And the danger is real that when the present crisis does recede so may the sense of protest and the outrage that fuels it at the moment. So may, indeed, our current sense of personal and shared responsibility for public morality in this area. Between elections and at times of diminished anxiety (and we may legitimately long for both of such times and circumstances) the issue about who we are responsible for may seem to fade dangerously from our consciousness, or even go away altogether.
Indeed, in quieter circumstances – if it had not been for Aylan and the crowds in Hungary, or in Germany’s railway stations, or in Calais or blocking the Channel tunnel or whatever – we may well have addressed the story of the Syrophoenecian woman and her daughter very differently indeed. (Or we may have ignored it altogether, as being too difficult and too embarrassing, preferring to think about something entirely different this fine morning.)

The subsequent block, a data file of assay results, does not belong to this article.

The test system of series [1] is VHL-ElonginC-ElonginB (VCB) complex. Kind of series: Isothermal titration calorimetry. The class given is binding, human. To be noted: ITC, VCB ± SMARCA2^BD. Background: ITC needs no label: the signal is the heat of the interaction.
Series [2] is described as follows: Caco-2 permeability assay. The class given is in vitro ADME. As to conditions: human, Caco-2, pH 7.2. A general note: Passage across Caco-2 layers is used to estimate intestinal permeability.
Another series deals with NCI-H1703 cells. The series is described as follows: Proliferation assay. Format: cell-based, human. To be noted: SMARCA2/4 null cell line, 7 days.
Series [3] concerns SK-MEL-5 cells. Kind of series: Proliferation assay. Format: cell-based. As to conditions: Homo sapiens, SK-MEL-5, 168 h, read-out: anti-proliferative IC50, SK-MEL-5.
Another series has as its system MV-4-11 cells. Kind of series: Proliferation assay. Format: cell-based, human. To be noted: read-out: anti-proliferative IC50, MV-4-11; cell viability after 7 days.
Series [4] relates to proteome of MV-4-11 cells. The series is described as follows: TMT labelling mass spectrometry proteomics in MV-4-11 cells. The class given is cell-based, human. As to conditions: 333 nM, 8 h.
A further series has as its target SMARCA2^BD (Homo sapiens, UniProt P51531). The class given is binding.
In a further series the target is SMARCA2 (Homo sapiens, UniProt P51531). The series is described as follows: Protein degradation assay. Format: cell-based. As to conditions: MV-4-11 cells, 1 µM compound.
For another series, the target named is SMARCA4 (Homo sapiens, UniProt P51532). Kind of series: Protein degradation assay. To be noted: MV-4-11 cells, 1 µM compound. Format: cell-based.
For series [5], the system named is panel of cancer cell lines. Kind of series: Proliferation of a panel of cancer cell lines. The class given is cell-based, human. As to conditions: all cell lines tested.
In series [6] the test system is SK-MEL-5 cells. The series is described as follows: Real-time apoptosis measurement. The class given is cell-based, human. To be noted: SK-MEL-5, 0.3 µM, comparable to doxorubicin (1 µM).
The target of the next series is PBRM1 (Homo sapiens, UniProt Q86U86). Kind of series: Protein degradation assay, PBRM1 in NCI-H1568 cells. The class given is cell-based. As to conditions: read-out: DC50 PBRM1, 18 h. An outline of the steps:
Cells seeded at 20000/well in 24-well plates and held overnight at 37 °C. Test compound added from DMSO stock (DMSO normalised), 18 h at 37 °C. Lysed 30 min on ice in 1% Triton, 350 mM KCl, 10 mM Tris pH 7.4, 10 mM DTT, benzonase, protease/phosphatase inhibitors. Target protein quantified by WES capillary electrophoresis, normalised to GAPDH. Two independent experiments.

When in fact the question who are we responsible for , who belongs to us and to our responsibility, whom we are to honour and serve and long for the best for – that question is at the very heart of our faith and our calling as disciples of Jesus. It is at the very heart, indeed, of this and every act of worship.
“We are one body” we proclaim often at the Eucharist. We break one bread and share one cup each and every time we celebrate Holy Communion. We proclaim belief in one God incarnate in human flesh: all human flesh, however alien, however damaged, however disfigured by sin, despair or abuse.
We who break the bread and share the cup, who exchange the peace and worship the “one God and Father of all”, we – above all – need to face the question: “Who is my neighbour?” “Who are we responsible for?” and answer it not with smug and self-serving rhetoric but, like the heroine of today’s Gospel, with shrill and insistent protest, unafraid of whom we might offend. Amen.